Python snake swallows and kills woman in Indonesia

Python snake swallows and kills woman in Indonesia
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When Jahrah, 54, left home on Sunday morning to work as a tree tapper on an Indonesian rubber plantation, it was the last time her family saw her alive. When Jahrah didn’t return home that afternoon, her husband raised the alarm and went to find her.

The first sign that something was wrong was the discovery of his missing wife’s sandals, jacket, headscarf and knife on the forest floor.

The second sign was a severely bloated snake encountered by a search party the next morning in search of Jahrah.

“During the search, the team found a giant python measuring 7 meters in length [22 feet] of the length that we suspected she had exploited the victim,” local police later said in a statement, in which the victim was referred to simply as ” Jahrah,” in line with Indonesian custom of giving only one name “The team caught the snake.”

The search team killed the reptile and cut open its abdomen, where they discovered Jahrah’s remains fully intact.

“The victim’s body was not destroyed when we found her in the queue, meaning she had only recently been swallowed whole,” police said after spotting the reptile near the village of Betara in Indonesia’s Jambi province found on the island of Sumatra.

Non-venomous pythons usually prefer not to attack humans, instead feeding on smaller animals – which they secure with a non-venomous bite before suffocating by constriction and then eating.

But occasionally humans become their prey.

Snake conservationist Nathan Rusli, director of the Indonesia Herpetofauna Foundation, suspects a reticulated python was probably responsible. The species is the only reptile living in Sumatra’s Jambi province large enough to eat an adult human, he told the Washington Post.

“They’re constrictors, so they wrap their bodies around you. They will give you a death hug. You breathe in and your body shrinks, it hardens and you can’t breathe out,” Rusli explained. “A snake’s upper and lower jaws are connected by ligaments, they’re quite flexible. They can swallow prey larger than their heads.”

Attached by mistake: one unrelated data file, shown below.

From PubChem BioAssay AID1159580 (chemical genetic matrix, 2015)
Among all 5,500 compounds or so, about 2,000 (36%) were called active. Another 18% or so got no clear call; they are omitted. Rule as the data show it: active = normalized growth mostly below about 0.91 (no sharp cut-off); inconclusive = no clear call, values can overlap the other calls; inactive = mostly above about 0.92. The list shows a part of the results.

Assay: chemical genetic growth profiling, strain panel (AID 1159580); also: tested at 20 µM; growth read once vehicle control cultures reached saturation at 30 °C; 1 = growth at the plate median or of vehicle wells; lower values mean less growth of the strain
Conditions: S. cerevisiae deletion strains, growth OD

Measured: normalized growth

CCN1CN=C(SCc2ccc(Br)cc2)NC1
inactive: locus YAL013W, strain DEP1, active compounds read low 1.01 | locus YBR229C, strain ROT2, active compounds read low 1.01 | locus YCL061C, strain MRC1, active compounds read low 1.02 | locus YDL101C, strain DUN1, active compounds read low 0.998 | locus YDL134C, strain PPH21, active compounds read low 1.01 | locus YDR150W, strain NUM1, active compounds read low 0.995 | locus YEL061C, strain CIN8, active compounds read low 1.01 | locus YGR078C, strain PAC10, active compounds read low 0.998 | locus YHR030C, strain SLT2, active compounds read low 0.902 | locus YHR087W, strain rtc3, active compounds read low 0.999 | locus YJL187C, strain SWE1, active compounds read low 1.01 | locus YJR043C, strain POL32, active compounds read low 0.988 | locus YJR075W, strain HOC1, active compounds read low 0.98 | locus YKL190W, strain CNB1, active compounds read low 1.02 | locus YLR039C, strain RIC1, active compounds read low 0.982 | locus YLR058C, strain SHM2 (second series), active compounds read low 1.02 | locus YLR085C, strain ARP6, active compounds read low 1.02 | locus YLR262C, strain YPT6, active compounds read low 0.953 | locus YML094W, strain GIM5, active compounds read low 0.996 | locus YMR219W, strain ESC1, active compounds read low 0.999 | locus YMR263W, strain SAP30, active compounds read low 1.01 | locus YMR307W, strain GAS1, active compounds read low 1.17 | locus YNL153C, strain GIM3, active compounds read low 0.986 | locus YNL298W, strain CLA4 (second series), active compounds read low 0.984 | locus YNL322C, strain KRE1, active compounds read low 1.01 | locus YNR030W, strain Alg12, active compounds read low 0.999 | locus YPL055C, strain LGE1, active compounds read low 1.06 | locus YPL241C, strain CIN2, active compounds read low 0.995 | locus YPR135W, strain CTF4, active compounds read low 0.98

Confirmed reports like this are relatively rare, occurring about once a year.

“Most cases are cases of farmers working on rubber and cocoa plantations in Sumatra and Sulawesi, most cases occur at night,” Indonesian snake expert Djoko Iskandar, a professor at the Bandung Institute of Technology, told The Post. Only extremely long reptiles are capable of successfully preying on adult humans, with the smallest Indonesian python known to have been involved in a deadly encounter still being over 18 feet long, Iskandar said.

Eek, a snake! Humans may be programmed to recognize snakes — and quickly.

Encounters between pythons and humans are becoming more common in Indonesia as humans encroach on their increasingly threatened habitats, snake experts say.

2017, A 25-year-old villager on the island of Sulawesi was discovered inside a 23-foot python, suspected of killing him. The following year, this time on the island of Muna, a A 54-year-old woman checking her corn crop was swallowed whole in an area of ​​the country known for its population of reticulated pythons.

Deforestation, which robs snakes of their natural habitat and food sources, has been cited by experts as a factor in the increasing frequency of deadly encounters between reptiles and humans. Indonesia has lost 18 percent of its total tree population since 2000, mostly as a result of deforestation, they say current data from Global Forest Watch.

“If you destroy the forest, the natural habitat of these animals, where will they go?” asked Ruesli. “Especially when an area is fragmented, they have to traverse human settlements to get to another part of the forest.”

In addition, garbage, rats and pets associated with human life are easy prey for snakes looking for food, another attraction of the towns and villages that are increasingly encroaching on their habitat. The pythons are also more likely to be hungry as there is more competition from humans for the same food prey.

“It would be good not to demonize the snake too much,” suggested Rusli.

Dera Menra Sijabat in Bali contributed to the reporting.

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